Perceptions of equal opportunity climate in a military setting : correlates and consequences

Show simple item record

dc.contributor.advisor Cameron, James E.
dc.coverage.spatial Canada
dc.creator Schwartz, Sandra A. 2011-05-09T12:32:08Z 2011-05-09T12:32:08Z 2001
dc.identifier.other UB419 C2 S39 2001
dc.description iv, 97 leaves : ill. ; 28 cm.
dc.description Includes abstract and appendices.
dc.description Includes bibliographical references (leaves 78-90).
dc.description.abstract An array of workplace characteristics are typically associated with an increased prevalence of sexual harassment. As well, there are a number of individual differences indicating employees who are likely to be most affected by the experience of sexual harassment. A traditionally male occupation with a predominately male workforce should exhibit the highest levels of sexual harassment. Women in blue-collar positions should be most vulnerable to the negative impact. Using a military sample of over 1800 active service members, this study examined these relationships in a military environment of the Canadian Forces (CF). Responses to the Military Equal Opportunity Climate Survey (MEOCS), the Mixed Gender Opinion Questionnaire (MGOQ), the CF Equity Attitudes scale and the Perceived Consequences of Equity scale suggest that perceptions of sexual harassment in the CF are very low, with no differences between gender and rank. Further analysis explored the potential of attitudes toward equity to moderate the relationship between sexual harassment and the outcome measures of job satisfaction, organizational commitment and effectiveness. Attitudes towards women's place in the Canadian Forces and the belief in equal opportunity for women moderated the relationship between sexual harassment and both job satisfaction and organizational commitment. Results are discussed within the framework of Modern-Sexism. Low levels of perceived sexual harassment, low levels of job satisfaction for female officers compared to female enlisted personnel or males of either rank, high attrition levels for females, and moderate shows of support for equity related programs all lend credence to the interpretation of a new form of discrimination, distinct from traditional forms. Recommendations are made for further exploration of the validity as well as the utility of this interpretation.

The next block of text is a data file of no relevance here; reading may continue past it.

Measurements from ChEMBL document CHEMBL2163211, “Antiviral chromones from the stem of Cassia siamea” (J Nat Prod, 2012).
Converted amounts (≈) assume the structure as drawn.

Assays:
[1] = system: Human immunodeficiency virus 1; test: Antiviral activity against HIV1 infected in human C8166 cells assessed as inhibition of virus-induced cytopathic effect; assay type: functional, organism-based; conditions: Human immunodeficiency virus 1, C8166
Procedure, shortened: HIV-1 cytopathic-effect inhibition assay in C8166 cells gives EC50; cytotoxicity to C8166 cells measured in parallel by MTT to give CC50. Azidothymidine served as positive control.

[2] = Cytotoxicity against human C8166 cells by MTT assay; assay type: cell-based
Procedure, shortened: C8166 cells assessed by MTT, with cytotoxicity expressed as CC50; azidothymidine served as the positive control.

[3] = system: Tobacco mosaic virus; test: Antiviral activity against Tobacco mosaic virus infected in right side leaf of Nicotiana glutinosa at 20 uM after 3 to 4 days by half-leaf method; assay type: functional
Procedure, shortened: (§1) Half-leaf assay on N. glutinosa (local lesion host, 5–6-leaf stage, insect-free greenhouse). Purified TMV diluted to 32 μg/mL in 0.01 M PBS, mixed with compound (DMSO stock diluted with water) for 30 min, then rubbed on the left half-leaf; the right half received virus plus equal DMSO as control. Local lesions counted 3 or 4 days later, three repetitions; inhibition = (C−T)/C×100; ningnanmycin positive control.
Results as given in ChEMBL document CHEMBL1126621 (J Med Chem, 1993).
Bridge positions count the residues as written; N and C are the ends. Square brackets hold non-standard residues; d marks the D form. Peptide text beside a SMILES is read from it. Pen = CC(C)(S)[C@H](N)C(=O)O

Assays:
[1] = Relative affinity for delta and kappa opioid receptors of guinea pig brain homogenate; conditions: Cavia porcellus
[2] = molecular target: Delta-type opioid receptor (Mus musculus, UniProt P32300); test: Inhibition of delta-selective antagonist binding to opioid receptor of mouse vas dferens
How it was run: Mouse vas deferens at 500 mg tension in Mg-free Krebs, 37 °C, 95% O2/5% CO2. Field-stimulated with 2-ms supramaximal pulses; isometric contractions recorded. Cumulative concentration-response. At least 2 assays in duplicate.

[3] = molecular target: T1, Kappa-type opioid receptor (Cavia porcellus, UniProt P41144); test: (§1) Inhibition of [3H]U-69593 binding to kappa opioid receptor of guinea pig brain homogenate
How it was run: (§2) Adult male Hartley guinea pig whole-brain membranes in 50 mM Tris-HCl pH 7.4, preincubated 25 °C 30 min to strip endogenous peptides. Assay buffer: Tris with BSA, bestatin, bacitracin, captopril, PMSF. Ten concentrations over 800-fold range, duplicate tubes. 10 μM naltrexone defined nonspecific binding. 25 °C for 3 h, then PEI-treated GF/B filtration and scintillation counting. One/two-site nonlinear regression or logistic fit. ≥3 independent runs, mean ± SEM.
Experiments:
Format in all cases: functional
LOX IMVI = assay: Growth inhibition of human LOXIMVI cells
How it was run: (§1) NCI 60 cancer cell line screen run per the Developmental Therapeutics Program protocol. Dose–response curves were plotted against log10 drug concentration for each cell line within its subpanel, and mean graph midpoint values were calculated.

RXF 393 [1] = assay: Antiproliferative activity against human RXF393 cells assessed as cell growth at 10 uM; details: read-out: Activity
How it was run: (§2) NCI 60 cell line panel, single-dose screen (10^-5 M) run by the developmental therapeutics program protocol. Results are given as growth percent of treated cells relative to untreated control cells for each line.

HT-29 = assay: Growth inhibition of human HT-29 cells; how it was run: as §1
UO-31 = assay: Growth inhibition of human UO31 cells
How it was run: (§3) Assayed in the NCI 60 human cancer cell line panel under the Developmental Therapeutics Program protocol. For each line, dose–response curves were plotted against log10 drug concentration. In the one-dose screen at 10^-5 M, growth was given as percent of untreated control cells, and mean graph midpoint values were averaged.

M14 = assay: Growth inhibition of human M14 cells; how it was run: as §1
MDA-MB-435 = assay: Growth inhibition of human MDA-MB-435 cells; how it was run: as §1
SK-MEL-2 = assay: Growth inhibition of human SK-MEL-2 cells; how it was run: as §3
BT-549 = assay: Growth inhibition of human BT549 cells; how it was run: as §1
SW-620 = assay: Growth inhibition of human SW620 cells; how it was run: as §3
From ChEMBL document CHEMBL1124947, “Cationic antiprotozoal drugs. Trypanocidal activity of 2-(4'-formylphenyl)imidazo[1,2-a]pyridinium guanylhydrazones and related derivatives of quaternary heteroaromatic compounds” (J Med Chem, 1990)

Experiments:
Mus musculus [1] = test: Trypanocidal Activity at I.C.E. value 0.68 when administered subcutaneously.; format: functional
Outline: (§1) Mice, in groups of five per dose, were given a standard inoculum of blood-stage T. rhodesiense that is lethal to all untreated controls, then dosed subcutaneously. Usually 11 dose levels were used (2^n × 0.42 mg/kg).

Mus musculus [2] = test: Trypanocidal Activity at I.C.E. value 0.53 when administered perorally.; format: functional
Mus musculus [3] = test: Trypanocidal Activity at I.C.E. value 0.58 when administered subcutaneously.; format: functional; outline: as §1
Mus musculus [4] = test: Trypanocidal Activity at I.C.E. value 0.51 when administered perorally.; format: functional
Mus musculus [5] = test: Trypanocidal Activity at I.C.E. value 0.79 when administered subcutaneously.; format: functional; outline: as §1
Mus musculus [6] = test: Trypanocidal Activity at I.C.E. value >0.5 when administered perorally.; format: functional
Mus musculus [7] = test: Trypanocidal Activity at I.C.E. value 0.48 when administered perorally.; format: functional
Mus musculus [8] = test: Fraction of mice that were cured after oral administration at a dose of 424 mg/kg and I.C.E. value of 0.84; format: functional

dc.description.provenance Made available in DSpace on 2011-05-09T12:32:08Z (GMT). No. of bitstreams: 0 en
dc.language.iso en
dc.publisher Halifax, N.S. : Saint Mary's University
dc.subject.lcc UB419.C2
dc.subject.lcsh Canada. Canadian Armed Forces
dc.subject.lcsh Sex discrimination in employment -- Canada
dc.subject.lcsh Affirmative action programs -- Canada
dc.subject.lcsh Sexual harassment -- Canada
dc.subject.lcsh Soldiers -- Canada -- Attitudes
dc.title Perceptions of equal opportunity climate in a military setting : correlates and consequences
dc.type Text Master of Science in Applied Psychology Masters Psychology Saint Mary's University (Halifax, N.S.)
 Find Full text

Files in this item


This item appears in the following Collection(s)

Show simple item record

Search DSpace


My Account